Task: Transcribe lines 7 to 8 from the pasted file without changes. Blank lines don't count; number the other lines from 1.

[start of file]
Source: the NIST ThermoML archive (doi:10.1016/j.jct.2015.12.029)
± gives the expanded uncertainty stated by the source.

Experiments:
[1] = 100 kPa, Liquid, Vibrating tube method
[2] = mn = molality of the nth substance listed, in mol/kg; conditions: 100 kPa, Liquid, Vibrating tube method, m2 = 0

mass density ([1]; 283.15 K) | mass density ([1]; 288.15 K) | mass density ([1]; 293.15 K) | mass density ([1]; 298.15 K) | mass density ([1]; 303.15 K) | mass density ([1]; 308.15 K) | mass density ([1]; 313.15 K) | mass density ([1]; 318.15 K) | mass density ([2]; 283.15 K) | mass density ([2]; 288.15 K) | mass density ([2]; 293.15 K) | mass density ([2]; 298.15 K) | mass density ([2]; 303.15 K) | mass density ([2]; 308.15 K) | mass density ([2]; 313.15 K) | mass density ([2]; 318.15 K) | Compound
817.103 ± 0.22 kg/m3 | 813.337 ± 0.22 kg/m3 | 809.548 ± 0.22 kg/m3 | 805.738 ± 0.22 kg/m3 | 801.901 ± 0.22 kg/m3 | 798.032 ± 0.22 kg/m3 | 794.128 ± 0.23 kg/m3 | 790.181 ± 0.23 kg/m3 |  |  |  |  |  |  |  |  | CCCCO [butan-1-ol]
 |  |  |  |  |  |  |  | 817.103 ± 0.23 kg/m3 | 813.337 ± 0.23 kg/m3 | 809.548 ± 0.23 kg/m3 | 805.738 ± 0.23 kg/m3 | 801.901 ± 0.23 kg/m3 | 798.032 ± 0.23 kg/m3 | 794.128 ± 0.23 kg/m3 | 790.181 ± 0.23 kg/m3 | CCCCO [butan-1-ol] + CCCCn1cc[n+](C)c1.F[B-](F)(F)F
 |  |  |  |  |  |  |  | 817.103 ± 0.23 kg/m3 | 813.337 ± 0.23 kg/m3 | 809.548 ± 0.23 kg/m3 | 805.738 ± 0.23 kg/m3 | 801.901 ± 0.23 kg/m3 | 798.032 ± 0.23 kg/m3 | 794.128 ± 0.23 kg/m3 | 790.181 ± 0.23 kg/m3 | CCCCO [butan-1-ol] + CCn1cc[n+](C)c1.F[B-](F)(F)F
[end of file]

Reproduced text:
817.103 ± 0.22 kg/m3 | 813.337 ± 0.22 kg/m3 | 809.548 ± 0.22 kg/m3 | 805.738 ± 0.22 kg/m3 | 801.901 ± 0.22 kg/m3 | 798.032 ± 0.22 kg/m3 | 794.128 ± 0.23 kg/m3 | 790.181 ± 0.23 kg/m3 |  |  |  |  |  |  |  |  | CCCCO [butan-1-ol]
 |  |  |  |  |  |  |  | 817.103 ± 0.23 kg/m3 | 813.337 ± 0.23 kg/m3 | 809.548 ± 0.23 kg/m3 | 805.738 ± 0.23 kg/m3 | 801.901 ± 0.23 kg/m3 | 798.032 ± 0.23 kg/m3 | 794.128 ± 0.23 kg/m3 | 790.181 ± 0.23 kg/m3 | CCCCO [butan-1-ol] + CCCCn1cc[n+](C)c1.F[B-](F)(F)F